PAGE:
New road paves way for pilgrims to St. George’s Monastery in the Judean desert after original path was destroyed by earthquake and flood
One of the world’s most ancient Christian sites has now been re-linked with civilization after Israel reconstructed a road to the cliffhanging St. George Monastery in a steep Judean Desert canyon.
In a ribbon-cutting ceremony bringing Greek Orthodox clergy in flowing robes together with short-sleeved bureaucrats from the capital, a new asphalt road was dedicated that would let pilgrims return to the desert attraction.
St.-George Monastery, carved out of the cliff face by monks in the fifth century, had been a popular pilgrimage site as Christians believe it was built around a cave where the prophet Elijah sought shelter. But the visits by pilgrims and tourists came to an abrupt halt three years ago after an earthquake weakened the road and subsequent floods washed it away.
Greek Orthodox officials and priests clearly elated with the new passage, but declined to talk to the media. One pilgrim said he was on hand “to celebrate, to celebrate that once again we are free to come to this sacred place.”
The monastery is located some 20 kilometers east of Jerusalem along the Roman-era road to the biblical town of Jericho. While under Israeli legal jurisdiction, it was unusual for government ministries to undertake projects in the area, acquired by Israel in the 1967 war.
However, the Tourism Ministry said they cooperated with the Transport Ministry and Civil Administration to improve access to the site at the request of the Greek Orthodox Patriarch of Jerusalem Theophilos III.
The work included laying drainage pipes to prevent future washouts and the addition of safety handrails on access steps to the monastery.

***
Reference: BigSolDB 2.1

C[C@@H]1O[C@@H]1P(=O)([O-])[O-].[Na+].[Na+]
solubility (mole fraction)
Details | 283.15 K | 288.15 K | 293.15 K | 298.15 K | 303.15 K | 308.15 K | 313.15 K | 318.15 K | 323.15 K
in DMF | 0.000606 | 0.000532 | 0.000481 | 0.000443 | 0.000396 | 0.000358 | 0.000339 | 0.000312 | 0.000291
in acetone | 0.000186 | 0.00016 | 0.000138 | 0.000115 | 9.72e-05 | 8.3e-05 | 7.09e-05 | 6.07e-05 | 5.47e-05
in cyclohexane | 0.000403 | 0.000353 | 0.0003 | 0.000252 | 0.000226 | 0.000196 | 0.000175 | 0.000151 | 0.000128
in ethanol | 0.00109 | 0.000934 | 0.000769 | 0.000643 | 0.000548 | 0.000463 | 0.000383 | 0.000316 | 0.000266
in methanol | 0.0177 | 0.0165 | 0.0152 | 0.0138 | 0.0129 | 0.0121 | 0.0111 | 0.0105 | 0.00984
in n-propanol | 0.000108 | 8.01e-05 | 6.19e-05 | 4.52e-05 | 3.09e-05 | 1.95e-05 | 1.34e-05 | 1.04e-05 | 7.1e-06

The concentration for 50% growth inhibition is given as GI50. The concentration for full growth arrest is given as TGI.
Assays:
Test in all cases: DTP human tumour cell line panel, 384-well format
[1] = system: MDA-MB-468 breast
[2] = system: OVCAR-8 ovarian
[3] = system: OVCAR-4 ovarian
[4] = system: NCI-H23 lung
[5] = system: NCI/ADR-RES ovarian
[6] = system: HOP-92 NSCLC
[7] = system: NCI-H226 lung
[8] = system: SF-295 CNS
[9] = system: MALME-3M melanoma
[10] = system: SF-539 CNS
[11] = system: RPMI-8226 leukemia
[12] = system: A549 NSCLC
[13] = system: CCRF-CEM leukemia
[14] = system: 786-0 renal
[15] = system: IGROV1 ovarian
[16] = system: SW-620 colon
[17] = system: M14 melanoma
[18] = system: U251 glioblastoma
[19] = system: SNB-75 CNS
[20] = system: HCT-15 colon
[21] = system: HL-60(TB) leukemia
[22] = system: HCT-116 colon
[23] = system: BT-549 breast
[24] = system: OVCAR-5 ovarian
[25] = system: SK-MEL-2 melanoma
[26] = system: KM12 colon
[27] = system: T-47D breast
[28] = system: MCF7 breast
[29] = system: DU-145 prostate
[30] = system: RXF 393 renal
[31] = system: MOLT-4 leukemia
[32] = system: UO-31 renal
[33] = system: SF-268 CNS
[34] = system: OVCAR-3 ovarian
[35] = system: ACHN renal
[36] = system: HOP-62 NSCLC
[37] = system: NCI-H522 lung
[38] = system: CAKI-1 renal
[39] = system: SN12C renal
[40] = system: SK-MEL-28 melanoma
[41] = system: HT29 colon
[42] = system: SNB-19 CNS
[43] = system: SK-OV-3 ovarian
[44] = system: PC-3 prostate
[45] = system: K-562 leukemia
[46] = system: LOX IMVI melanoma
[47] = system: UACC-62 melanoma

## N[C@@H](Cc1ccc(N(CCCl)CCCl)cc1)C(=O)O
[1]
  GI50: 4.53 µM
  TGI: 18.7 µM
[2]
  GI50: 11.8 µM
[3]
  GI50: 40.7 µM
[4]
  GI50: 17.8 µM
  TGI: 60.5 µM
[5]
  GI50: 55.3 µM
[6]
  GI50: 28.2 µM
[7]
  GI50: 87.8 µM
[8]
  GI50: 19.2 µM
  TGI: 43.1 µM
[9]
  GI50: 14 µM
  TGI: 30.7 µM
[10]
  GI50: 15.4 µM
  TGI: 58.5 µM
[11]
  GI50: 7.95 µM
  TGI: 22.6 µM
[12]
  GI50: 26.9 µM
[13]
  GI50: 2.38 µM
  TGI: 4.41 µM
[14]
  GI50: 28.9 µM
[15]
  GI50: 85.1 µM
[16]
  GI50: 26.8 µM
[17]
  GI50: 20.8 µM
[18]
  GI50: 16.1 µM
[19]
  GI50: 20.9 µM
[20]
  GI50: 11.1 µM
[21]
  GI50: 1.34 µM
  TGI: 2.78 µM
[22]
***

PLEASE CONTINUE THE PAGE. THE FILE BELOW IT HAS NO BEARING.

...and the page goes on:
“We all need to work together. We want Israelis, Palestinians and everyone to come. This is the Holy Land. It is for everyone. If you have tourism you have no terrorism,” Rafi Ben-Hur, the deputy director general of the Israeli Tourism Ministry, told The Media Line.
“This is unprecedented, for the Ministry of Tourism to build a road but this was such an important place for tourist, Christian pilgrims and visitors that we felt we must,” Ben-Hur added.
The cliff-hanging complex lies deep in a desert canyon surrounded by a lush garden of trees fed by a hidden spring. Tourists and pilgrims made their descent along the renovated passage amid the cacophony of church bells and donkey braying echoing off the rock wall.
The blinding desert sun beating down like a stadium floodlight disappeared once visitors were able to enter the site’s thick walls. Inside the compound, the aroma of incense filled the air while the smoke wafted towards the heavens.
Ever since Moses and Elijah communed with God in the wilderness, people have sought out the purifying solitude of the desert.
That is what inspired a few monks who sought the desert experiences of the prophets, John the Baptist and Jesus, and settled in the Jordan valley east of Jerusalem. Around the cave where they believed Elijah was fed by ravens for three years (1 Kings 17:5-6) and built the monastery to honor this place in the sixth-century.
The monastery was named after St. George, a pious hermit, whose skeletal remains are on display in a glass coffin in a back corner just off the main chapel along with the skulls of monks martyred by the Persians in the seventh century.
The many pious Greek Orthodox priest seemed unfazed by the suns heat in their all black robes and head garb. Despite the arduous descent and their heavy golden medallions, the priest stood erect and proud as they directed tours through the monastery’s grounds. When the Priests tour guide duties were through they were happy to switch roles and were gladly offering rides in tractors for those guest unable or unwilling to make the steep trek back to the main road.